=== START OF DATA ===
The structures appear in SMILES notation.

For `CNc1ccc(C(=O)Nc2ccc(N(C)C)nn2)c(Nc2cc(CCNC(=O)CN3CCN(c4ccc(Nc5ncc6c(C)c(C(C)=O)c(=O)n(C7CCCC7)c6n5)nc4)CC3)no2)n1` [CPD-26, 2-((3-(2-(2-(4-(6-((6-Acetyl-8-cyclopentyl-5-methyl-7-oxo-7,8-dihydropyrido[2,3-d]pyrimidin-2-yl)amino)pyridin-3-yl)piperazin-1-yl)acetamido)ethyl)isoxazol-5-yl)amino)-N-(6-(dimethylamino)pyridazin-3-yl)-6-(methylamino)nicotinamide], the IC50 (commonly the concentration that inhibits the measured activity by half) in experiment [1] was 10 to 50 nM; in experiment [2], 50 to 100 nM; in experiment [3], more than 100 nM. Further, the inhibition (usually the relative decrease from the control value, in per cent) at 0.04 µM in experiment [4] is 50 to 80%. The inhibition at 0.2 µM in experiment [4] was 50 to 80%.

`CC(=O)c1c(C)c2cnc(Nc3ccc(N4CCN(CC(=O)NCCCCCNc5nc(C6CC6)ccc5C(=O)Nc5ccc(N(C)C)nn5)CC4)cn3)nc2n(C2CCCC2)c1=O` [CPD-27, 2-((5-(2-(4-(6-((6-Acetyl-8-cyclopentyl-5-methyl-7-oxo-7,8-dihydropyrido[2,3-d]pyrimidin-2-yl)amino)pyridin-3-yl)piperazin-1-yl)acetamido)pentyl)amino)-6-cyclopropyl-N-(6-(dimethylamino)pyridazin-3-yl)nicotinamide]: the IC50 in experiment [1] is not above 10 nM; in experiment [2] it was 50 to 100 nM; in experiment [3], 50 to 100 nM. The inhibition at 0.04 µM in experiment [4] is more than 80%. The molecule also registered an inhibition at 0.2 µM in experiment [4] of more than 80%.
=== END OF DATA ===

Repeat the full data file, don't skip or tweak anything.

The structures appear in SMILES notation.

For `CNc1ccc(C(=O)Nc2ccc(N(C)C)nn2)c(Nc2cc(CCNC(=O)CN3CCN(c4ccc(Nc5ncc6c(C)c(C(C)=O)c(=O)n(C7CCCC7)c6n5)nc4)CC3)no2)n1` [CPD-26, 2-((3-(2-(2-(4-(6-((6-Acetyl-8-cyclopentyl-5-methyl-7-oxo-7,8-dihydropyrido[2,3-d]pyrimidin-2-yl)amino)pyridin-3-yl)piperazin-1-yl)acetamido)ethyl)isoxazol-5-yl)amino)-N-(6-(dimethylamino)pyridazin-3-yl)-6-(methylamino)nicotinamide], the IC50 (commonly the concentration that inhibits the measured activity by half) in experiment [1] was 10 to 50 nM; in experiment [2], 50 to 100 nM; in experiment [3], more than 100 nM. Further, the inhibition (usually the relative decrease from the control value, in per cent) at 0.04 µM in experiment [4] is 50 to 80%. The inhibition at 0.2 µM in experiment [4] was 50 to 80%.

`CC(=O)c1c(C)c2cnc(Nc3ccc(N4CCN(CC(=O)NCCCCCNc5nc(C6CC6)ccc5C(=O)Nc5ccc(N(C)C)nn5)CC4)cn3)nc2n(C2CCCC2)c1=O` [CPD-27, 2-((5-(2-(4-(6-((6-Acetyl-8-cyclopentyl-5-methyl-7-oxo-7,8-dihydropyrido[2,3-d]pyrimidin-2-yl)amino)pyridin-3-yl)piperazin-1-yl)acetamido)pentyl)amino)-6-cyclopropyl-N-(6-(dimethylamino)pyridazin-3-yl)nicotinamide]: the IC50 in experiment [1] is not above 10 nM; in experiment [2] it was 50 to 100 nM; in experiment [3], 50 to 100 nM. The inhibition at 0.04 µM in experiment [4] is more than 80%. The molecule also registered an inhibition at 0.2 µM in experiment [4] of more than 80%.